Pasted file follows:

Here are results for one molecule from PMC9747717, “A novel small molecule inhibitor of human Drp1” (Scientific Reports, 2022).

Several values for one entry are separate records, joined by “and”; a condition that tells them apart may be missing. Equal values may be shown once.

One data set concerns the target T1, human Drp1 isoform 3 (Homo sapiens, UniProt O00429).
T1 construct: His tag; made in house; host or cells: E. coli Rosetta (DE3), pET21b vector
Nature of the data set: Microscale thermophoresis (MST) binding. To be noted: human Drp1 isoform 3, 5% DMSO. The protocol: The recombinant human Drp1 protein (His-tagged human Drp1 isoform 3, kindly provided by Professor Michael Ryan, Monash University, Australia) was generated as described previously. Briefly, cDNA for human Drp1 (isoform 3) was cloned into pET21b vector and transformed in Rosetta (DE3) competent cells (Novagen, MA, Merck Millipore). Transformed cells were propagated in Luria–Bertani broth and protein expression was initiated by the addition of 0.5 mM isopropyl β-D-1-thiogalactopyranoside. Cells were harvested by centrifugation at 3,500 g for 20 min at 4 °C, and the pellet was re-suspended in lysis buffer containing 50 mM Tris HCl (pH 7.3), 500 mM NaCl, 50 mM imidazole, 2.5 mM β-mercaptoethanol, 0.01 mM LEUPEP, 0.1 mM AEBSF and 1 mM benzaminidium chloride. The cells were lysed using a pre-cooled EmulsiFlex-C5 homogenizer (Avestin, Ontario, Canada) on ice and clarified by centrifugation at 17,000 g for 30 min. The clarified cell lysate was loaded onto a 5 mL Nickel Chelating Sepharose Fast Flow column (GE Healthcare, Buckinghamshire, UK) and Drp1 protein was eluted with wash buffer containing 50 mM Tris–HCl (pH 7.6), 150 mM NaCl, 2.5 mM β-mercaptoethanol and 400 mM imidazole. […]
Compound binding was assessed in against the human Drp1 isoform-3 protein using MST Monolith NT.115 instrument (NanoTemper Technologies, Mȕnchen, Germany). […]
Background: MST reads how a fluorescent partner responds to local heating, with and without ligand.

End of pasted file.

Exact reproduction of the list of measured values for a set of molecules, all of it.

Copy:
Here are results for one molecule from PMC9747717, “A novel small molecule inhibitor of human Drp1” (Scientific Reports, 2022).

Several values for one entry are separate records, joined by “and”; a condition that tells them apart may be missing. Equal values may be shown once.

One data set concerns the target T1, human Drp1 isoform 3 (Homo sapiens, UniProt O00429).
T1 construct: His tag; made in house; host or cells: E. coli Rosetta (DE3), pET21b vector
Nature of the data set: Microscale thermophoresis (MST) binding. To be noted: human Drp1 isoform 3, 5% DMSO. The protocol: The recombinant human Drp1 protein (His-tagged human Drp1 isoform 3, kindly provided by Professor Michael Ryan, Monash University, Australia) was generated as described previously. Briefly, cDNA for human Drp1 (isoform 3) was cloned into pET21b vector and transformed in Rosetta (DE3) competent cells (Novagen, MA, Merck Millipore). Transformed cells were propagated in Luria–Bertani broth and protein expression was initiated by the addition of 0.5 mM isopropyl β-D-1-thiogalactopyranoside. Cells were harvested by centrifugation at 3,500 g for 20 min at 4 °C, and the pellet was re-suspended in lysis buffer containing 50 mM Tris HCl (pH 7.3), 500 mM NaCl, 50 mM imidazole, 2.5 mM β-mercaptoethanol, 0.01 mM LEUPEP, 0.1 mM AEBSF and 1 mM benzaminidium chloride. The cells were lysed using a pre-cooled EmulsiFlex-C5 homogenizer (Avestin, Ontario, Canada) on ice and clarified by centrifugation at 17,000 g for 30 min. The clarified cell lysate was loaded onto a 5 mL Nickel Chelating Sepharose Fast Flow column (GE Healthcare, Buckinghamshire, UK) and Drp1 protein was eluted with wash buffer containing 50 mM Tris–HCl (pH 7.6), 150 mM NaCl, 2.5 mM β-mercaptoethanol and 400 mM imidazole. […]
Compound binding was assessed in against the human Drp1 isoform-3 protein using MST Monolith NT.115 instrument (NanoTemper Technologies, Mȕnchen, Germany). […]
Background: MST reads how a fluorescent partner responds to local heating, with and without ligand.